Even before the pandemic, though, kids and adults alike were having a hard time coping with life and dealing with their emotions due to the wild world we currently live in. Teens are battling extreme dysregulation, and even kids are being hospitalized for their mental health at alarming rates.
For this reason, many experts are saying social-emotional learning is more important than ever. But why?
How Social-Emotional Learning Helps Children
Social-emotional learning has become quite the buzzword in recent years, and for good reason. These skills help people develop and utilize skills that help them cope with emotions and socialize with others — skills which seem to be lacking anytime you turn on the television or read the newspaper. Furthermore, these skills can help people overcome distressing moments and deal with challenges the world throws at them, which I think we can all agree applies more than ever.
According to the team at Understood.Org, a nonprofit focused on helping children with learning differences find success, there are five types of social-emotional skills children utilize in their daily lives. These skills include self-awareness, self-management, social awareness, interpersonal skills, and decision-making.
Self-awareness skills help children identify their emotions and recognize their strengths. By labeling emotions, children can accurately convey what they’re feeling to peers or adults without throwing a tantrum or harming themselves. They can also recognize their strengths and remind themselves of these strengths during challenging times, which is a part of a healthy growth mindset.
Closely connected, self-management skills can help children learn to regulate their own emotions when they feel distressed. This can help kids avoid impulsive or harmful behavior, and it can help them refocus their attention towards their goals. Then, decision-making skills can help them make decisions informed by their emotional awareness while also helping them connect possible consequences to their actions.
Social awareness skills help children show empathy, compassion, and an appreciation for diversity. Then, interpersonal skills help children communicate with others, resolve conflicts, and work cooperatively. Together, these skills can help children make friends and build lasting relationships with their peers.
With strong social-emotional skills, children can build positive relationships within their lives and face nearly any daily challenge that comes up. This can ultimately help children flourish in all aspects of their lives.
Ways To Foster Social-Emotional Skills At Home
As you can imagine, all of these social-emotional skills are important, but kids aren’t born with them. Therefore, we must help our children develop these skills at home as much as possible.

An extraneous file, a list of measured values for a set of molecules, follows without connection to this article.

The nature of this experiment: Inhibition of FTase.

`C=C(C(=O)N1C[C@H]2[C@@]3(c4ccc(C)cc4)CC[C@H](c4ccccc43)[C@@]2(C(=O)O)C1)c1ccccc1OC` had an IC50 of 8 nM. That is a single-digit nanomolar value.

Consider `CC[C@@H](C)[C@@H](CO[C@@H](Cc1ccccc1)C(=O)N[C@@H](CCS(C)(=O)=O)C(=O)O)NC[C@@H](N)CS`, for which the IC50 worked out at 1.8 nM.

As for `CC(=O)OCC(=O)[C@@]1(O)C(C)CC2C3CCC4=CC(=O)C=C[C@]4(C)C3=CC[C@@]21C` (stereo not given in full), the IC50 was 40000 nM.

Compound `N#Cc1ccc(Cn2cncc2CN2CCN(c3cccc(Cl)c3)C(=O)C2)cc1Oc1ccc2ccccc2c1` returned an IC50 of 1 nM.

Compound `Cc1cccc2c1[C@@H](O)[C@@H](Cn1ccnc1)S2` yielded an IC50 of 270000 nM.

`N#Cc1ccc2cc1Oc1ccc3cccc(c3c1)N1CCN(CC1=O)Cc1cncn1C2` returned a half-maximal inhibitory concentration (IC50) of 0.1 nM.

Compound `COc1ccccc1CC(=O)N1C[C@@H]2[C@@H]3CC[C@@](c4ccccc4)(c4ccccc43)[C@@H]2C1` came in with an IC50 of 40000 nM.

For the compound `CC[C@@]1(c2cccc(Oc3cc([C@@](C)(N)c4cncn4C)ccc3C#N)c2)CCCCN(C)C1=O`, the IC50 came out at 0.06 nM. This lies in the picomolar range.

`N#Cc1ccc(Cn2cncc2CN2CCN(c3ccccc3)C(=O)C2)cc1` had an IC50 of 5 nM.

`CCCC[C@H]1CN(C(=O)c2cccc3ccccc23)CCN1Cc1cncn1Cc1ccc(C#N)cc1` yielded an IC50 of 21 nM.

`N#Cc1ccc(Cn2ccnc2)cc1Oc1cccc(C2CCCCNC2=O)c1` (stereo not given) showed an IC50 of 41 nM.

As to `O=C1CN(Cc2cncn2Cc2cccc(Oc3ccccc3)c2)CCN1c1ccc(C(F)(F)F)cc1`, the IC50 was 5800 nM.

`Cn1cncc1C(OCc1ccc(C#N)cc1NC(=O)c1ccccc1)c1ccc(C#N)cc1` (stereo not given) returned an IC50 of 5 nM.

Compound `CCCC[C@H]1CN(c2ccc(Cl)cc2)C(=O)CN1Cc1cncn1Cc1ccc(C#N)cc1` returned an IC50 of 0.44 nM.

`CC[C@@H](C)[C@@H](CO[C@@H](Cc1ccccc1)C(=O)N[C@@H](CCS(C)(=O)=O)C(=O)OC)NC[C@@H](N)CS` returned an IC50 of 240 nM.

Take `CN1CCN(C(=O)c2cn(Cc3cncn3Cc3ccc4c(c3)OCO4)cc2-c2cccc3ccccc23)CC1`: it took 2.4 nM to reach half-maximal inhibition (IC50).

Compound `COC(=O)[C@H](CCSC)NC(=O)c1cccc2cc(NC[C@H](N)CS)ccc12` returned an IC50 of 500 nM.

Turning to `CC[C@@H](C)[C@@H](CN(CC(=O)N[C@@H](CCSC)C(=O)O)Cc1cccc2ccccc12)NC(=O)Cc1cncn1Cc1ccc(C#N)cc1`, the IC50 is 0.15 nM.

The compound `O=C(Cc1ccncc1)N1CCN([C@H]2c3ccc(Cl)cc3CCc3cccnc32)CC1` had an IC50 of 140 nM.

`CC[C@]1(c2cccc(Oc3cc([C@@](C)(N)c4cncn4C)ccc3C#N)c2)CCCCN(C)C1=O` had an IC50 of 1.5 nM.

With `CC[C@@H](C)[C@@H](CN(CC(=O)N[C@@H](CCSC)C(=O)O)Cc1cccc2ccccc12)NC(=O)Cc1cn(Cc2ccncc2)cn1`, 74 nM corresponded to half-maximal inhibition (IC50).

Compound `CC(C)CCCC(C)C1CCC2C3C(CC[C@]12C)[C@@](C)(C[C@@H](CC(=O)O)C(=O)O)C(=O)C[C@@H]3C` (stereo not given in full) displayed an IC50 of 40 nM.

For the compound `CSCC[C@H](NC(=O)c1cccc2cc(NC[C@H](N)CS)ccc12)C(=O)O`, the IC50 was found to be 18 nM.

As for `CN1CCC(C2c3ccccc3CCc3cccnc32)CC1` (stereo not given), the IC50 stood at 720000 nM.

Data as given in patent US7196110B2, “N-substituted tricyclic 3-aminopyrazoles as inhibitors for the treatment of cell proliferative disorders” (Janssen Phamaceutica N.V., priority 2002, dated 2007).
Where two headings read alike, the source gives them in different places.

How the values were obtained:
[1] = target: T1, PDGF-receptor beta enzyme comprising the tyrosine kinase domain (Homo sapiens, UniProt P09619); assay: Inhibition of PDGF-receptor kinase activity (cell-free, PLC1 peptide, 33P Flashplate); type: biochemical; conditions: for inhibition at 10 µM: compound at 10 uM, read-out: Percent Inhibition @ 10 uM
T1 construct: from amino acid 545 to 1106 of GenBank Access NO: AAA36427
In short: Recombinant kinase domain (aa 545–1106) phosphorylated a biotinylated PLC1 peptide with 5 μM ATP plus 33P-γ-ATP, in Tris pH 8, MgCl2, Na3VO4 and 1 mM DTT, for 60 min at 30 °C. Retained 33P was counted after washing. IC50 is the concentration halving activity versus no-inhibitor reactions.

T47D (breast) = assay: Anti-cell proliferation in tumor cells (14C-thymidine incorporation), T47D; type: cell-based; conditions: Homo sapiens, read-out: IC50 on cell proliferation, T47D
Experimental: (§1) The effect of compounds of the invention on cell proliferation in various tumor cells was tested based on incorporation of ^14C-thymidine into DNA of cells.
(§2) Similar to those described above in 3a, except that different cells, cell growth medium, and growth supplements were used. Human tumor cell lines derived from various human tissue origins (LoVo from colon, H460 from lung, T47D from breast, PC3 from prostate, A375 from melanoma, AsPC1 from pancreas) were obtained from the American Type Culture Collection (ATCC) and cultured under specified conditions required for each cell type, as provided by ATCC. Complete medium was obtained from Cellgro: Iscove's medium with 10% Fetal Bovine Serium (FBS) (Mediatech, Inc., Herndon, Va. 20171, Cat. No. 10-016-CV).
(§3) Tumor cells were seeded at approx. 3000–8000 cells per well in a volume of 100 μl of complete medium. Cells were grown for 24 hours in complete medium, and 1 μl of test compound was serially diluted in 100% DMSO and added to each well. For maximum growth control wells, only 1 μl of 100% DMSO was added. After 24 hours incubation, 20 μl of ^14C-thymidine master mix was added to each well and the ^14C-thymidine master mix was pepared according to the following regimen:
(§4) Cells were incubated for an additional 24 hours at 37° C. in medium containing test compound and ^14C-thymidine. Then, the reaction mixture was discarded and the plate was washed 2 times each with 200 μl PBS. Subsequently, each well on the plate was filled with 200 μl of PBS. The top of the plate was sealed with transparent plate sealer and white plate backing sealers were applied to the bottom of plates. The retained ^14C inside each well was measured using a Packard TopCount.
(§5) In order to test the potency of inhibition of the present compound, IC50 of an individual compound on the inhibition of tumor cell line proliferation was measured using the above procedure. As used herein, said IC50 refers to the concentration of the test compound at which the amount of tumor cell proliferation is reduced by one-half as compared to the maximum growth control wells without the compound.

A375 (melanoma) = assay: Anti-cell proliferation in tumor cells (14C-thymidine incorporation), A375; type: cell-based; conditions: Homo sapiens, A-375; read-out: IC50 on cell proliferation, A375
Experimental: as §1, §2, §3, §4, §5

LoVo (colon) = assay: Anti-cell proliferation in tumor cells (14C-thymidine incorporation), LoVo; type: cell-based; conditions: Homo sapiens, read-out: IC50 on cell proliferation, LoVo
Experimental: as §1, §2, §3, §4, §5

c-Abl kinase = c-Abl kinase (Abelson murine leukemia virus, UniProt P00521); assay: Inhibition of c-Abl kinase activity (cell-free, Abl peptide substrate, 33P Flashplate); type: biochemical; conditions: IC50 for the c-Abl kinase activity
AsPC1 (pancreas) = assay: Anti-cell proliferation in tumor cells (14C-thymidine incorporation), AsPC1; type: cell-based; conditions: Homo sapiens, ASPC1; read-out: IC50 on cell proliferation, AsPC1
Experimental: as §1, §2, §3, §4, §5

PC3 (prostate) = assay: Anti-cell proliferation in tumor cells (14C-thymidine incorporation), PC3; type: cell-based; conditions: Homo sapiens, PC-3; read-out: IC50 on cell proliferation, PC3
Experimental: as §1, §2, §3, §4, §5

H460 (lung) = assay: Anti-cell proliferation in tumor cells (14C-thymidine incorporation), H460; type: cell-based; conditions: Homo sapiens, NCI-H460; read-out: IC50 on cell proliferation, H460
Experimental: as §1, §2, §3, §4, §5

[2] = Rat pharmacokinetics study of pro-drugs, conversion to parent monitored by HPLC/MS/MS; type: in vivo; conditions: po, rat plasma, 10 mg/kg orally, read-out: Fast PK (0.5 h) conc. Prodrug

In many cases, mindfulness exercises can help children develop social-emotional skills and a deeper connection with their own feelings. In fact, the team at the multi-brand wellness retailer Standard Dose is now expanding their offerings just to help children hone their social-emotional skills. According to Standard Dose’s founder, the company “really wanted to provide tools to help nurture kind, confident, and emphatic humans who are equipped to navigate our changing world.”
Rooted in evidence-based techniques, their newly-launched Mindful Kids product line includes mindful games, gratitude journals, yoga flashcards, and other tools that encourage children to become aware of their thoughts, understand big feelings, and manage stress. These new, inclusive tools can help children foster understanding and awareness to help children cope with big feelings like loss, frustration, and anger — which the pandemic has only increased.
In addition to mindfulness techniques, the National Association for the Education of Young Children says there are many tools parents can utilize to help their children develop social-emotional skills at home.
For example, puppets are a great way to work through several social-emotional skills. Puppets can help children understand emotions, practice conflict resolution, and discuss complicated topics in a fun, engaging way.
Most importantly, though, parents can foster social-emotional skills at home just by modeling the skills in their own actions. Children love observing their parents and often learn a lot through just watching how adults act on a daily basis. Parents can use this to their advantage and model healthy coping skills when they experience difficult emotions and demonstrate empathy, conflict resolution, and compassion when interacting with others. Children can learn a lot just from seeing you do these small things.
Social-emotional skills are needed now more than ever. Luckily, it’s not hard for parents to foster these skills in their children and help them grow in all the best possible ways.